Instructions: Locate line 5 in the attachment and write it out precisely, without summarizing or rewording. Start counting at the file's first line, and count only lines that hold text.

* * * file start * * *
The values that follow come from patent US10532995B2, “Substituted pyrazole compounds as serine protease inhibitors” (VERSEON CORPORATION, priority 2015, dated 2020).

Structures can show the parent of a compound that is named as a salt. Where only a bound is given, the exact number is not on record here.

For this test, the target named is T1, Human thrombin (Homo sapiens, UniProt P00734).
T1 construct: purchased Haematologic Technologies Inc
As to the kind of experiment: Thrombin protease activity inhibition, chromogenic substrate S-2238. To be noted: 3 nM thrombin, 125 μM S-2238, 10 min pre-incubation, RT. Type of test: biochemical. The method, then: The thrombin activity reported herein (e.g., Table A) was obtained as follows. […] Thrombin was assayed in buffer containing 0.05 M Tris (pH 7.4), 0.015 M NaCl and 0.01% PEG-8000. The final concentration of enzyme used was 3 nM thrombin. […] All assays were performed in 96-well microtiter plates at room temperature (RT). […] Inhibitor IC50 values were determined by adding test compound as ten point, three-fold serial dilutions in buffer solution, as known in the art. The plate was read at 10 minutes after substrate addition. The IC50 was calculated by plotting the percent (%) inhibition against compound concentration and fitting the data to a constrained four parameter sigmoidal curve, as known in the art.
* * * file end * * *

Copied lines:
As to the kind of experiment: Thrombin protease activity inhibition, chromogenic substrate S-2238. To be noted: 3 nM thrombin, 125 μM S-2238, 10 min pre-incubation, RT. Type of test: biochemical. The method, then: The thrombin activity reported herein (e.g., Table A) was obtained as follows. […] Thrombin was assayed in buffer containing 0.05 M Tris (pH 7.4), 0.015 M NaCl and 0.01% PEG-8000. The final concentration of enzyme used was 3 nM thrombin. […] All assays were performed in 96-well microtiter plates at room temperature (RT). […] Inhibitor IC50 values were determined by adding test compound as ten point, three-fold serial dilutions in buffer solution, as known in the art. The plate was read at 10 minutes after substrate addition. The IC50 was calculated by plotting the percent (%) inhibition against compound concentration and fitting the data to a constrained four parameter sigmoidal curve, as known in the art.